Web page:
FYI January 18, 2021

On This Day

1886 – Modern field hockey is born with the formation of The Hockey Association in England.
Field hockey is a widely played team sport of the hockey family. The game can be played on grass, watered turf, artificial turf or synthetic field, as well as an indoor boarded surface. Each team plays with ten field players and a goalkeeper. Players use sticks made of wood, carbon fibre, fibre glass, or a combination of carbon fibre and fibre glass in different quantities, to hit a round, hard, plastic hockey ball. The length of the hockey stick is based on the player’s individual height: the top of the stick usually comes to the players hip, and taller players typically have longer sticks.[1] The sticks have a round side and a flat side, and only the flat face of the stick is allowed to be used. Use of the other side results in a foul. Goalies often have a different design of stick, although they can also use an ordinary field hockey stick. The specific goal-keeping sticks have another curve at the end of the stick, which is to give it more surface area to block the ball. The uniform consists of shin guards, shoes, shorts or a skirt, a mouthguard and a jersey.

The game is played globally, particularly in parts of Western Europe, South Asia, Southern Africa, Australia, New Zealand, Argentina, and parts of the United States, primarily New England and the Mid-Atlantic states.[2][3]

Known simply as “hockey” in most territories, the term “field hockey” is used primarily in Canada and the United States where ice hockey is more popular. In Sweden, the term landhockey is used, and to some degree in Norway, where the game is governed by the Norges Bandyforbund.[4]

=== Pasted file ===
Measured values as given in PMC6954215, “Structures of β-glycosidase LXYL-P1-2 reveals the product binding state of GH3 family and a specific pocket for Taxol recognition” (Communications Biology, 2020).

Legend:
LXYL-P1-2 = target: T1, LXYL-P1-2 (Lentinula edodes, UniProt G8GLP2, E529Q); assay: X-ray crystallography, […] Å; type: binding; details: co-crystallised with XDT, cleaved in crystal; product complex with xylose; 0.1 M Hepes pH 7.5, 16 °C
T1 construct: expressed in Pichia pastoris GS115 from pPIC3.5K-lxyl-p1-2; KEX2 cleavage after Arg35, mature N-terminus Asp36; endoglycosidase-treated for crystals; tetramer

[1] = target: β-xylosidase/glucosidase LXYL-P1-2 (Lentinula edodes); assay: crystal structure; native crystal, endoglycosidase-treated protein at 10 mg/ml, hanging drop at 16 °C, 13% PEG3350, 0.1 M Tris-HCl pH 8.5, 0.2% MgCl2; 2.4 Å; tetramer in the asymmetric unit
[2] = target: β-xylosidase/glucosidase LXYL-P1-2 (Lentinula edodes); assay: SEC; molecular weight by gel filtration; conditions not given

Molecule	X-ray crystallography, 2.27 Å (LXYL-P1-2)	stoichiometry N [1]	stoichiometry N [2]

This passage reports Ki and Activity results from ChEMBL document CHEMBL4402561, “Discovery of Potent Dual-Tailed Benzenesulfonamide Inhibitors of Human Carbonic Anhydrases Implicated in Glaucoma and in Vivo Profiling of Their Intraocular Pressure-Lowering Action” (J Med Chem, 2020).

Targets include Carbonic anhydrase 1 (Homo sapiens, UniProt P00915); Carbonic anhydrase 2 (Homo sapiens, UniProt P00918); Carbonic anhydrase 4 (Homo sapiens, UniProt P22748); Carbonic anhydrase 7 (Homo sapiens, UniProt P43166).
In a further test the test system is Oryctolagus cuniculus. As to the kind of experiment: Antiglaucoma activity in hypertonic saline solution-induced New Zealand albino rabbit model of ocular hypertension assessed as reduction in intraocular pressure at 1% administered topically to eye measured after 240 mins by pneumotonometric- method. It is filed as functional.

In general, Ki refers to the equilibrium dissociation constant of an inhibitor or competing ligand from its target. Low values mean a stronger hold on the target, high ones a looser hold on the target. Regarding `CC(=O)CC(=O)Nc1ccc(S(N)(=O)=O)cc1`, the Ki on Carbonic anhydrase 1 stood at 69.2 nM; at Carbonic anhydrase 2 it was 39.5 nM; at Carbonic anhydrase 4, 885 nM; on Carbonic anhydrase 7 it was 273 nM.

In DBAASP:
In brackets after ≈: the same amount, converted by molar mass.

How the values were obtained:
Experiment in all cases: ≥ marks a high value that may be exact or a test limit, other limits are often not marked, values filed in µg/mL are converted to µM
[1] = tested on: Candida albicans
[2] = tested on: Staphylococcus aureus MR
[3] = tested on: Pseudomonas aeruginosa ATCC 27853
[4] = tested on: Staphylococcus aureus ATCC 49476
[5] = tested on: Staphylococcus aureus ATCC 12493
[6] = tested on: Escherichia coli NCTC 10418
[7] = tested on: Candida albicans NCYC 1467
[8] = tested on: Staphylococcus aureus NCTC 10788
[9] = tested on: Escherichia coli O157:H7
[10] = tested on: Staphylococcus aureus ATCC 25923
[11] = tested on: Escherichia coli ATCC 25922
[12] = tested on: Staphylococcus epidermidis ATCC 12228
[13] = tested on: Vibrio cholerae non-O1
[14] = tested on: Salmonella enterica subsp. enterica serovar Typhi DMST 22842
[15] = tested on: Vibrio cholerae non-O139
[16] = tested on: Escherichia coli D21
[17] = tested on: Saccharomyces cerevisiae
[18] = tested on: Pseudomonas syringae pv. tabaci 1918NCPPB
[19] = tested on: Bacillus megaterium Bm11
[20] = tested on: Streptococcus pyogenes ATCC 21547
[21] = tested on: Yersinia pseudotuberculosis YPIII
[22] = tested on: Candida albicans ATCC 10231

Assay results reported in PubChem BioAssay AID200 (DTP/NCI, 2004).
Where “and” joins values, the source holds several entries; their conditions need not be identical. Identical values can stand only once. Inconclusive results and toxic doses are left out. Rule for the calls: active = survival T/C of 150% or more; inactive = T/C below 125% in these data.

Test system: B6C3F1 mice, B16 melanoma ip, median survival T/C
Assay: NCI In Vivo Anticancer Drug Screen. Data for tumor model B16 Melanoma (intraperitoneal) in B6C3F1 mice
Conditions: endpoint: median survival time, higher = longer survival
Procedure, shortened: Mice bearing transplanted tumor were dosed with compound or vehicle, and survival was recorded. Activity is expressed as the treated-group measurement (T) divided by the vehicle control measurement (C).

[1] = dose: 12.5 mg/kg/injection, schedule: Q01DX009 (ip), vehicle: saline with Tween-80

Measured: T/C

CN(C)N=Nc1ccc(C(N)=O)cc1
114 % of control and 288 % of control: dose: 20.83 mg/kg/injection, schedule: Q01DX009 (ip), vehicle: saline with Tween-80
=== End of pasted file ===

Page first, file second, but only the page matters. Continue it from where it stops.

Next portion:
During play, goal keepers are the only players allowed to touch the ball with any part of their body, while field players can only play the ball with the flat side of their stick. A player’s hand is considered part of the stick if holding the stick. If the ball is touched with the rounded part of the stick, it will result in a penalty. Goal keepers also cannot play the ball with the back of their stick.

The team that scores the most goals by the end of the match wins. If the score is tied at the end of the game, either a draw is declared or the game goes into extra time, or there is a penalty shoot-out, depending on the format of the competition. There are many variations to overtime play that depend on the league or tournament rules. In American college play, a seven-aside overtime period consists of a 10-minute golden goal period with seven players for each team. If a tie still remains, the game enters a one-on-one competition where each team chooses five players to dribble from the 25-yard (23 m) line down to the circle against the opposing goalie. The player has eight seconds to score against the goalie while keeping the ball in bounds. The game ends after a goal is scored, the ball goes out of bounds, a foul is committed (ending in either a penalty stroke or flick or the end of the one-on-one) or time expires. If the tie still persists, more rounds are played until one team has scored.